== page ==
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Had there been more research, this could have been an interesting book. Unfortunately, it falls well short, coming to the absurd conclusion that to succeed, you must simply do things that everyone thinks will fail. How many times this destroys the person's career or company Sheahan doesn't know, since they didn't become successful so he didn't look at them. He seems completely unaware that his thesis results from a simple case of selection bias.
What we really need to know is the decision process at the time that enabled people to tell when to go with and when to go against the tide. Instead of examining this, this book simply uses hindsight, leaving the reader with the unsatisfying conclusion that these people were successful because they succeeded.
9 of 9 people found this review helpful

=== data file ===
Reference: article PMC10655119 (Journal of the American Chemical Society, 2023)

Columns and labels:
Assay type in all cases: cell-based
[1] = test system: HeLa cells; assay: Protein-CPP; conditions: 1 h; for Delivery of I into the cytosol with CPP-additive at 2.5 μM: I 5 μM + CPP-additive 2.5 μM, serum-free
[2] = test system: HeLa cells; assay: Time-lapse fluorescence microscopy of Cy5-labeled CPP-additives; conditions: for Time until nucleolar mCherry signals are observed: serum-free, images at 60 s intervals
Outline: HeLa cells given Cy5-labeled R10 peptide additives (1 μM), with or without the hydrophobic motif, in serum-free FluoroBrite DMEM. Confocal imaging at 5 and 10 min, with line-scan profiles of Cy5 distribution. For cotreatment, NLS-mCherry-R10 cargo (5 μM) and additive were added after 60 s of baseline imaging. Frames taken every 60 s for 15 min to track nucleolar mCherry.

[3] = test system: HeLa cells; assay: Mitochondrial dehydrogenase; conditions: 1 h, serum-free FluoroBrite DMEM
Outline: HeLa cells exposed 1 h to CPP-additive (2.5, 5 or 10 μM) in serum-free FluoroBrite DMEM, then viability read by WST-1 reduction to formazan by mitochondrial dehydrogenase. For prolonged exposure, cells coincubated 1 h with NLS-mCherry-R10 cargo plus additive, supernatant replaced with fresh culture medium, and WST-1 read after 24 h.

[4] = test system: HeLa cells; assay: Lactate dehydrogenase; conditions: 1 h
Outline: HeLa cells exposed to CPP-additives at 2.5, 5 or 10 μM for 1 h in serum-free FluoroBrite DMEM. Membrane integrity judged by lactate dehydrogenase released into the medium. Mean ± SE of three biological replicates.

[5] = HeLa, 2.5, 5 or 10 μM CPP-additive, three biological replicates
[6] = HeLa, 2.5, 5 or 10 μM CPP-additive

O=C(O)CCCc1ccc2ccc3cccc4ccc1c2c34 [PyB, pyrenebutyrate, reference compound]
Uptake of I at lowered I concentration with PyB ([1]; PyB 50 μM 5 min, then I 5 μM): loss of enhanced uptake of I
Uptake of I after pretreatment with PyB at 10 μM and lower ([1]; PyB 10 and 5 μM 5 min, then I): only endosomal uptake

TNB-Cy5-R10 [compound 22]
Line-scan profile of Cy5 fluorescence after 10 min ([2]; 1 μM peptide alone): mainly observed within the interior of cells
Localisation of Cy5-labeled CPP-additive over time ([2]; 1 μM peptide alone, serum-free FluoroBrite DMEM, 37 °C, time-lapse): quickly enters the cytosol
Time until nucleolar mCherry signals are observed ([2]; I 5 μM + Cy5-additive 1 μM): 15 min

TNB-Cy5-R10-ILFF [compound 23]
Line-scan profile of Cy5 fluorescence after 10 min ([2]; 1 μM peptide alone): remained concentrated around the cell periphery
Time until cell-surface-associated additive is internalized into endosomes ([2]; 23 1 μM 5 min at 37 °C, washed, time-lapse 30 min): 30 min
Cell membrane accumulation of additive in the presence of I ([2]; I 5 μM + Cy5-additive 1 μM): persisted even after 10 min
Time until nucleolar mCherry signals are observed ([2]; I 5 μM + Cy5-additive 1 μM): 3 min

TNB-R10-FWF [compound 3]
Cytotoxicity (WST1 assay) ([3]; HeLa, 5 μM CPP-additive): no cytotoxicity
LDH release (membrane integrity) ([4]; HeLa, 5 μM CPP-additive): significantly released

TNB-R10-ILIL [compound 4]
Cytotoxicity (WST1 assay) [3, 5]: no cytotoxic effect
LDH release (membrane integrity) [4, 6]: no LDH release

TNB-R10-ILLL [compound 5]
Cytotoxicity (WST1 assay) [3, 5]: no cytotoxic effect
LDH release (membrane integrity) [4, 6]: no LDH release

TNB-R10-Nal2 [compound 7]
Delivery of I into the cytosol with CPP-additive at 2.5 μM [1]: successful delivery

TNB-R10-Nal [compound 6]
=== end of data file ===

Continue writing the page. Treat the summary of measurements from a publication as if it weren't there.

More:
The novice walking this material will find it valuable. Otherwise, Sheahan has crammed a lot of well known principles into this book. However, the book contains a principle which is particularly well presented and that is "move forward despite ambiguity." It is better to act and learn from what happens than to stand down and wait for adquate information. He presents the idea in a particularly useful fashion.
I believe that if a book provides one usuable idea or insight to the reader - it is worth while. Read that section at least and congratulate the author for bringing together well worn thinking and putting it into useful form.
2 of 2 people found this review helpful